Among the many survival adaptations developed by mammals is a defense against the cold and hypothermia; one of these adaptations is the ability to uncouple oxidative phosphorylation and generate heat, rather than adenosine triphosphate (ATP), from lipid substrate in specialized tissues, and there has been much interest in exploiting this inefficient metabolism for the treatment of obesity and insulin resistance. Brown adipose tissue (BAT) protects against obesity in mice, and studies have documented cold-induced BAT in humans using positron emission tomography (PET-CT) scanning. Additional studies have demonstrated that white adipose tissue (WAT) can upregulate its thermogenic capacity and become “beige”, and this beiging of SC WAT likely provides an additional defense against the cold.
Brown and beige fat can be activated by cold temperatures, or through catecholamines. The catecholamines epinephrine and norepinephrine have undesirable side effects. However, adipocytes are among the few cells that contain ß3 adrenergic receptors (ß3AR), whereas the heart is dominated by ß1 and ß2 receptors. Therefore, a drug that could target the ß3AR could activate brown/beige fat without cardiovascular side effects. Recently, there have been human studies performed and obese human subjects participants were treated with the ß3AR agonist mirabegron. This resulted in improved glucose homeostasis by increasing insulin sensitivity and insulin secretion. It was also found that mirabegron treatment of obese adults did not increase BAT or induce weight loss, but instead induced beige fat, along with increased insulin sensitivity, which was accompanied by an increase in type I fibers in skeletal muscle. Mirabegron treatment stimulated subcutaneous (SC) WAT beiging, lipolysis, and remodeling. However, unlike WAT, insulin-producing ß-cells and muscle do not express the ß3AR; therefore, it is thought that the beneficial effects of mirabegron treatment occurred by an indirect mechanism.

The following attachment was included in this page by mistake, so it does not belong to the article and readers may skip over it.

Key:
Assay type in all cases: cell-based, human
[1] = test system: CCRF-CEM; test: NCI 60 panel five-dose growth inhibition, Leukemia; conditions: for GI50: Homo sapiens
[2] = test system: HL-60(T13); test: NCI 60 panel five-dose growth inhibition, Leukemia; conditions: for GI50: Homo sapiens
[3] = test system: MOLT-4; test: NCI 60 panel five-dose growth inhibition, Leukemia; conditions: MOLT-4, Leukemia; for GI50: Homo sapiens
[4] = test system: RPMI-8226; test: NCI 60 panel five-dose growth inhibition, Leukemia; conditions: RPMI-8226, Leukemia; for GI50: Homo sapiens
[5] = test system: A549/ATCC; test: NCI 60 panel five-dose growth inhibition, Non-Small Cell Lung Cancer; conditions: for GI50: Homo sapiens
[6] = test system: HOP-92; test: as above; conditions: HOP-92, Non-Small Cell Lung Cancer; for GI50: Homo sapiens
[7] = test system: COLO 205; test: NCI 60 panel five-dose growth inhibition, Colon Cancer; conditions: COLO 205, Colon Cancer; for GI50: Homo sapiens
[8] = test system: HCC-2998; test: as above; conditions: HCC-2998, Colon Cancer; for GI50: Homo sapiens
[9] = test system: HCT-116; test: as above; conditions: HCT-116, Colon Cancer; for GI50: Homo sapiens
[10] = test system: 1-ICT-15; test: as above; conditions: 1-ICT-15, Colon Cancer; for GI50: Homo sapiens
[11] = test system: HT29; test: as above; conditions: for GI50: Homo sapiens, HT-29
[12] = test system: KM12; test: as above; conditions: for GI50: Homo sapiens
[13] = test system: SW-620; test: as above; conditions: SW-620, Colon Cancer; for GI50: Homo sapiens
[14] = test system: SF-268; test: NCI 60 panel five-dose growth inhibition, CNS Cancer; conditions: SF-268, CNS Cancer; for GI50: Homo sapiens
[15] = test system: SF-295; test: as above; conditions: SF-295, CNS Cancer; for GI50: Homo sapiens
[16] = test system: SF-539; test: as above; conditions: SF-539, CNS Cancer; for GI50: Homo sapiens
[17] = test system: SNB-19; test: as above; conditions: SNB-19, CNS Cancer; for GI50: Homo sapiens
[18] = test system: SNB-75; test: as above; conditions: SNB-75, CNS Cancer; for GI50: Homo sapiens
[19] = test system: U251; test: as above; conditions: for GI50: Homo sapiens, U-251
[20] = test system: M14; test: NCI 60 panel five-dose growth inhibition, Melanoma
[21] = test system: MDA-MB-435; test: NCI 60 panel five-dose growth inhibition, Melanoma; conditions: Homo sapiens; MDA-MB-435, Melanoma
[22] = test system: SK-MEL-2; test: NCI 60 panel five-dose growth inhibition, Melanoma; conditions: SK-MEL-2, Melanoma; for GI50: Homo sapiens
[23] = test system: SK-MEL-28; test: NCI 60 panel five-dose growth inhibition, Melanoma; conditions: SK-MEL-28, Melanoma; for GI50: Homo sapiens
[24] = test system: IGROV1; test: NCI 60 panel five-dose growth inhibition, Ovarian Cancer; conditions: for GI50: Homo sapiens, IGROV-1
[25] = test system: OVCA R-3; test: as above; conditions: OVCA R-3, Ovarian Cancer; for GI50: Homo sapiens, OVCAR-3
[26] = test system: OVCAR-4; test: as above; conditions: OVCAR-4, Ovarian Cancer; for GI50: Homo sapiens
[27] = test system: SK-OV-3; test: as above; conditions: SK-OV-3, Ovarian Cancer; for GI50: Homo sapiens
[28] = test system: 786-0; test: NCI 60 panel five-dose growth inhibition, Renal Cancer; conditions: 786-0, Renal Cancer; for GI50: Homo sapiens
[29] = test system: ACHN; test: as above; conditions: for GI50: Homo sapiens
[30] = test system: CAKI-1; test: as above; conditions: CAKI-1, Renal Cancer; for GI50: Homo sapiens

Currently, mirabegron (Myrbetriq®, Astellas) is a highly specific and well-tolerated ß3 agonist marketed for overactive bladder. It is hypothesized that mirabegron treatment of prediabetic subjects will improve glucose homeostasis through improved insulin sensitivity and ß-cell function, in addition to other changes in adipose tissue. Additionally, mirabegron treatment may change the plasma composition of proteins, lipids, metabolites, short-chain fatty acids, or exosomal miRNAs that are known to affect peripheral tissue function.
This trial will quantify the effects of the ß3 agonist mirabegron on glucose metabolism and adipose tissue in a placebo-controlled trial and determine some of the mechanistic underpinnings of these effects.
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